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Larmer Tree 2016

Over the last few years July has come to mean Larmer Tree Festival time and this year was no exception. The vintage market was back in the global bazaar for its fourth year and we had a lovely few days. It was cloudy and rainy and sunny (sometimes all in one morning), but whatever the weather was doing outside the marquee looked fantastic inside as always.

At one point I got a little carried away with decorating myself with temporary tattoos, because I’m not that brave with fashion statements and I figured I could get into the festival spirit by wearing pretty pictures instead of dressing up. They’re so much nicer than the temporary tattoos that used to come in packets of sweets when I was little – I remember having a very naff tattoo of Spider-Man on my arm circa 2002. Luckily 2016 has prettier options.

Outside of our vintage marquee bubble there was lots going on as usual. It’s a really lovely little(ish) festival filled with interesting people, sights, and sounds. You never know what you might find when you’re out and about!

It seems strange that it’s all over for another year, but it is nice to be back home with all the comforts of indoor living again. I’m already looking forward to next year!

p.s. I’m sorry there’s been the sound of crickets chirping here for the last 9 months. The longer it got, the harder it seemed to write a post. But I figured I’d just try and dive back in this time without thinking about it too much. There’s some catching up to do!



Star Garland DIY

It’s been a while since my last craft tutorial, and I thought it would be fun to share the method behind this make – a little garland of stars and moons, perfect for adding a hint of magic for Halloween. In different colours and perhaps without the moons, this would also be a great decoration for Christmas…

Stars and moons garland decoration. Halloween or Christmas decoration idea. Craft tutorial.

Things you’ll need:

  • pencil or pen
  • scissors
  • glue
  • paintbrush
  • paper/card in a variety of colours (I used paper from my stash of damaged vintage books)
  • string/thread
  • ribbon/fabric/lace
  • sewing machine and thread/needle and thread
  • glitter (optional)

Step 1. On the wrong side of the papers, draw star and crescent moon outlines in different sizes. Cut out these shapes. You can do as many or as little as you like, depending on the size of garland you need (I ended up with 20 – 16 stars, 4 moons – for a garland approx. 80cm long).

Stars and crescent moon shapes, cut out from vintage papers. Craft idea for Halloween. Decorations, garlands.

Step 2. Cut a length of your string/thread for each shape and glue one end to the wrong side of the paper. I used Mod Podge, but any PVA glue should work. Leave to dry.

Halloween garland craft tutorial.

Step 3. One at a time, apply glue to the backs of your stars and moons and stick to complimenting papers. Leave to dry, then cut out around the original shapes. (This is so they look lovely on both sides, but you could skip this step if you prefer – bear in mind that the string is likely to twist.) If you’re decorating with glitter, this is the perfect time to do so!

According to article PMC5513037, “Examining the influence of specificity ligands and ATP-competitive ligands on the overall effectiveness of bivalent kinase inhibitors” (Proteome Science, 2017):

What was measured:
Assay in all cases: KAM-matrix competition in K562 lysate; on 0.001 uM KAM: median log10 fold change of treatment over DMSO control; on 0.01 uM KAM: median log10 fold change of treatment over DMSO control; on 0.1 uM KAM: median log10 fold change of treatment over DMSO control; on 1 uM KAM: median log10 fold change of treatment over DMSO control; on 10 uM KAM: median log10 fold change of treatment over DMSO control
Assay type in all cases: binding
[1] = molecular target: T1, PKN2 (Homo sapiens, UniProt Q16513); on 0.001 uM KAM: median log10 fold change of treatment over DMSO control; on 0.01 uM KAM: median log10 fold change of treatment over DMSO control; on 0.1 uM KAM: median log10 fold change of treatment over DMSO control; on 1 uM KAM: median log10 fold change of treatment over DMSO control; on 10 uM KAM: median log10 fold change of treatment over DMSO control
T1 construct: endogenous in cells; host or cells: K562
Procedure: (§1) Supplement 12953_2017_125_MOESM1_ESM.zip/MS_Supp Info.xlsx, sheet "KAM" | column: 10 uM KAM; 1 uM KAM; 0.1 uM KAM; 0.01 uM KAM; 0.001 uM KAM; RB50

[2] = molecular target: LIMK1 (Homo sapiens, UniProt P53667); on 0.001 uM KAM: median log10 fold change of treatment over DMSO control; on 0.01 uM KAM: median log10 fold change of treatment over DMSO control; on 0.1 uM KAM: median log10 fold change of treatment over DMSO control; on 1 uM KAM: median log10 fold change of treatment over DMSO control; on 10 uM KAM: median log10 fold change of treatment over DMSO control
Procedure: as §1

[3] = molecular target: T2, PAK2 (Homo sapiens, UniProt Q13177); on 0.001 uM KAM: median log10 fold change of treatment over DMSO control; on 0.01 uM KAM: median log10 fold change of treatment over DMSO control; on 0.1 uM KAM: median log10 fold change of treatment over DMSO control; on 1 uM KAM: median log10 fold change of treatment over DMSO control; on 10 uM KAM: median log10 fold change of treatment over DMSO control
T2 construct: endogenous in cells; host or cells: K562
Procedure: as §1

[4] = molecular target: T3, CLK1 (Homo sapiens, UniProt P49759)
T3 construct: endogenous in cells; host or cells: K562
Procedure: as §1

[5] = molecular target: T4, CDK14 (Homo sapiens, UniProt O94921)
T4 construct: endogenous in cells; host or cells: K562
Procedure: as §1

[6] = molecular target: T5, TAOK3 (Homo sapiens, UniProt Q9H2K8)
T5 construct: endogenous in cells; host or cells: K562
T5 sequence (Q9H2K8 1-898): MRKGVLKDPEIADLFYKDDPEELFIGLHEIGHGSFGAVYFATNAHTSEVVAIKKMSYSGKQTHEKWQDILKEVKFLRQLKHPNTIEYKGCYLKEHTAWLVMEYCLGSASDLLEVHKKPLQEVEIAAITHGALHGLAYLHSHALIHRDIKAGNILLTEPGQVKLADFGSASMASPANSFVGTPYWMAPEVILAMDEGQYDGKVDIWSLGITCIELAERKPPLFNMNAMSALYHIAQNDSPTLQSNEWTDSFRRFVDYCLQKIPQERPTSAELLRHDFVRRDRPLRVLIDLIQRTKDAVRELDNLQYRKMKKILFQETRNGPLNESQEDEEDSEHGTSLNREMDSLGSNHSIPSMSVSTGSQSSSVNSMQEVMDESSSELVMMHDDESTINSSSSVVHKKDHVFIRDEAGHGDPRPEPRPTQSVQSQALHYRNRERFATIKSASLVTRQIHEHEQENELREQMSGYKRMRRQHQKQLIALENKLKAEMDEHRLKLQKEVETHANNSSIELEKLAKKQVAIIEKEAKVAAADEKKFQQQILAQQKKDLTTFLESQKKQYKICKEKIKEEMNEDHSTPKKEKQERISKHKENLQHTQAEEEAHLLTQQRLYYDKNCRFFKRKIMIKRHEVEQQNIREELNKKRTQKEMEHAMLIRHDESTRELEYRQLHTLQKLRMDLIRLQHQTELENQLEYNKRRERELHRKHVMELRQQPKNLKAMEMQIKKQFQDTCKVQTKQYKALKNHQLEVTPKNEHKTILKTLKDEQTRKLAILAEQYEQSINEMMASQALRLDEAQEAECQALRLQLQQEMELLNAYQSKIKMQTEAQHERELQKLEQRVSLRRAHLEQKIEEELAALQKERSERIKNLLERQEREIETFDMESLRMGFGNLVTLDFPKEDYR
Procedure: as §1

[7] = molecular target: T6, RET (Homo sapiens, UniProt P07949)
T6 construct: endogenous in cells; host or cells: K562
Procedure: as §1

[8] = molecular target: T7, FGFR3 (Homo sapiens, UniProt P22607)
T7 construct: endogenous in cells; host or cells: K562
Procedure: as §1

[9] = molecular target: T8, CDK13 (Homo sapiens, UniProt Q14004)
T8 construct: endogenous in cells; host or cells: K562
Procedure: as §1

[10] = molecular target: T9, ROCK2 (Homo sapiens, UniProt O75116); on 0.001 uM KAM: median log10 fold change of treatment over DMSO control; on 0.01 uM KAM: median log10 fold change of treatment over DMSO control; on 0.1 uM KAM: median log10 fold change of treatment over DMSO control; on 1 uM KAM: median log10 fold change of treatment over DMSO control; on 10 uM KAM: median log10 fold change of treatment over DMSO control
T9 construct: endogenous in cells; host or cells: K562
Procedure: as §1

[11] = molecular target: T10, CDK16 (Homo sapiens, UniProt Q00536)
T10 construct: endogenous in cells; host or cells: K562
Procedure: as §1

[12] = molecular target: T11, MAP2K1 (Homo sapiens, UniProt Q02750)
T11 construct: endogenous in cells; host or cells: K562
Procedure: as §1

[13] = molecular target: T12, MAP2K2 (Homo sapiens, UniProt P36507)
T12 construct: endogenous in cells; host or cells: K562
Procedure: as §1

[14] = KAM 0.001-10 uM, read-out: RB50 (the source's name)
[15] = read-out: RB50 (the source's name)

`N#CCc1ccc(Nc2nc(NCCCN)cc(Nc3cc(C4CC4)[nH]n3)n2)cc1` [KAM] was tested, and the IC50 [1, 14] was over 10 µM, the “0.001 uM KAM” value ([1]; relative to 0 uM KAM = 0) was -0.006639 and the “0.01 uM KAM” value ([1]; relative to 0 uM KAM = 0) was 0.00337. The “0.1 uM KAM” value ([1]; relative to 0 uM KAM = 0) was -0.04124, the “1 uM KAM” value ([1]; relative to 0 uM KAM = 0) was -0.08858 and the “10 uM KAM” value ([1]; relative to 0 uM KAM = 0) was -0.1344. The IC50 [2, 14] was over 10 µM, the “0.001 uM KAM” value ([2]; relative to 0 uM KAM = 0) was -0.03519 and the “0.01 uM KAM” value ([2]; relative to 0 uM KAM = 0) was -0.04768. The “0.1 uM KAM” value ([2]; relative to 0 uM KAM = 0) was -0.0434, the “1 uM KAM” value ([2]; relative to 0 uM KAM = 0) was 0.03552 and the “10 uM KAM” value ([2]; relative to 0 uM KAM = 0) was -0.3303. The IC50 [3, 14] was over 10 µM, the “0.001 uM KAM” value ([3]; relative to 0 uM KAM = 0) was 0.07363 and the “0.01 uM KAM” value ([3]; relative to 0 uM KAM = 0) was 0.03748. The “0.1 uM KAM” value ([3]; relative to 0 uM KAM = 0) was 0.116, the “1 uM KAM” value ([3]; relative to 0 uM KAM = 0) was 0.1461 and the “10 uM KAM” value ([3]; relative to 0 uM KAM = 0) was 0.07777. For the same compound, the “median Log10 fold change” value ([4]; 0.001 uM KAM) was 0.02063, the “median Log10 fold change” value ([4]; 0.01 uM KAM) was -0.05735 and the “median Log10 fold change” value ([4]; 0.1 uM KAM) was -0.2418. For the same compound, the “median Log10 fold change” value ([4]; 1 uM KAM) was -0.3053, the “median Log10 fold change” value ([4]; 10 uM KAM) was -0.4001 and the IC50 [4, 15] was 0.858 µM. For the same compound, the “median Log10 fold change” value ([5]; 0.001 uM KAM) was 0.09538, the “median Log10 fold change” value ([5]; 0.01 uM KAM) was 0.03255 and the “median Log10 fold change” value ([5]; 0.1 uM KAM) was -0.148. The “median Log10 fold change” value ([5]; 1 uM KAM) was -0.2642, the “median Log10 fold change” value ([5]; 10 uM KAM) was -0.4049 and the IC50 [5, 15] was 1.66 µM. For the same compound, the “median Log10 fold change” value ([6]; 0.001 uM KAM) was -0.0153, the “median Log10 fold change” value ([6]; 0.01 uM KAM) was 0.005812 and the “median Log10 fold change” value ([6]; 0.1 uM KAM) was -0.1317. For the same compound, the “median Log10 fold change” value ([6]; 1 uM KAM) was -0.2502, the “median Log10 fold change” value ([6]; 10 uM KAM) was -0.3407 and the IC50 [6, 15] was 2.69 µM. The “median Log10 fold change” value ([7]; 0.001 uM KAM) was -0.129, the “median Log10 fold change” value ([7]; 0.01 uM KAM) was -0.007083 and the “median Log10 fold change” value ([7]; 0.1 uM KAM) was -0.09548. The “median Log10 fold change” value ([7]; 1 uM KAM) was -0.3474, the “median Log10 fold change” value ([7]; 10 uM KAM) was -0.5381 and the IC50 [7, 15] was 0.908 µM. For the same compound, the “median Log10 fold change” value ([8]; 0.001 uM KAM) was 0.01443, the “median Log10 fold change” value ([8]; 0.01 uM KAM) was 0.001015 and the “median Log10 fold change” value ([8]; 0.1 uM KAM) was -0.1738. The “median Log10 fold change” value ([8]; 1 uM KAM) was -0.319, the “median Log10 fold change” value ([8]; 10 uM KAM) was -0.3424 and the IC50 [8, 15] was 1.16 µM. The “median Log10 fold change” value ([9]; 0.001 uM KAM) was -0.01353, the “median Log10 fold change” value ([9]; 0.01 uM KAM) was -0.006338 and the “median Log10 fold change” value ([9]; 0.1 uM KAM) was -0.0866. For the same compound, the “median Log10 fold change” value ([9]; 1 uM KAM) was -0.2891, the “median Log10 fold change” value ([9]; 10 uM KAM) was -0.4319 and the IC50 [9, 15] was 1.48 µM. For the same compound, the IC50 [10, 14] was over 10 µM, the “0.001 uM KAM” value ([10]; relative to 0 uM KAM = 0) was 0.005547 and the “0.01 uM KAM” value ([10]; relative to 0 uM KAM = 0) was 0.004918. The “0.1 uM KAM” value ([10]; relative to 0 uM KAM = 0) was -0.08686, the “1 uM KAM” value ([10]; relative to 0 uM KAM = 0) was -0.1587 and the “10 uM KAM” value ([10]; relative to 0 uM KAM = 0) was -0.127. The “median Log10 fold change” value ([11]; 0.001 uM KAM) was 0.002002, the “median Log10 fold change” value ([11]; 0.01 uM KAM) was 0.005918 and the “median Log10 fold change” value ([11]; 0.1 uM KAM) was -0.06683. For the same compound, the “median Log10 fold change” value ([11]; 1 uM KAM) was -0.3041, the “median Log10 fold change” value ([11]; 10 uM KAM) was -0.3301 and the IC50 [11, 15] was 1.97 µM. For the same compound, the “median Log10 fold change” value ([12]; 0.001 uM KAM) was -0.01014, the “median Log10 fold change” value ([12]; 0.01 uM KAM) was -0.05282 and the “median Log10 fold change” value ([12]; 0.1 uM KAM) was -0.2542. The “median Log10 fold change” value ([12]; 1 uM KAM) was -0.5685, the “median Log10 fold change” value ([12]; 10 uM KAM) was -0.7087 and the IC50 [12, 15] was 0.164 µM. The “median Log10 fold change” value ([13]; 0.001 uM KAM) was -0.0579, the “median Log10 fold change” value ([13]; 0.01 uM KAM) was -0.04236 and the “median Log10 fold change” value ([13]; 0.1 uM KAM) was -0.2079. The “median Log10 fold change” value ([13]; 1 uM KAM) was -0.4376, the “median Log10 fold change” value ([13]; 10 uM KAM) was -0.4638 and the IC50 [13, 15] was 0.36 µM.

Halloween or Christmas garland craft idea. Upcycled decorations.

Step 4. Choose ribbon, fabric, or lace that compliments the colours of your paper, and cut to the length you need (plus a little extra for pinning/tying up).  Place and pin the string/thread of each star and moon along this length, varying the length of the thread to create a pretty effect. It took me a few tries before I was happy with the layout, so don’t be afraid to rearrange! If needed, add a backing to the ribbon for extra strength.


Step 5. Stitch securely in place – I reverse stitched over each piece of thread as I went along, and then stitched along the whole length another few times just to be on the safe side! (You’ll want to keep a track of where all the threads are to avoid tangles.) Trim any loose ends.

And that’s it! Tie or pin up and admire each time you walk passed…

Lulworth Cove

Isn’t it funny how living near a place often means you never visit it?

You can go pretty much any time you like, but somehow you never quite get there.

The last time I visited Lulworth Cove was back in June 2007. I remember it was cold and grey and rainy, and I was being a stroppy teenager… probably not the best combination for appreciating the natural beauty surrounding you!

This time around the sun was shining and I was on my very best behaviour.

View over Lulworth Cove, Dorset, England.

We had a picnic, a quick walk part way up the path to Durdle Door (well, quickish… it’s a very steep path!), and then we strolled down to the cove to laze about in the September sunshine.

Looking out across Lulworth Cove, Dorset, England. Boats in Lulworth Cove on a sunny September day.

Resting tired feet in the sea at Lulworth Cove, Dorset, England.

Resting tired feet in the lovely cool water.

Lulworth Cove, Dorset, England. Jurassic coast.

We went to the far side of the cove, where there’s an outcrop of rocks – ideal for clambering across in search of rock pools and shells, and perfect for perching on to watch the boats and kayaks, and happy dogs paddling in the water.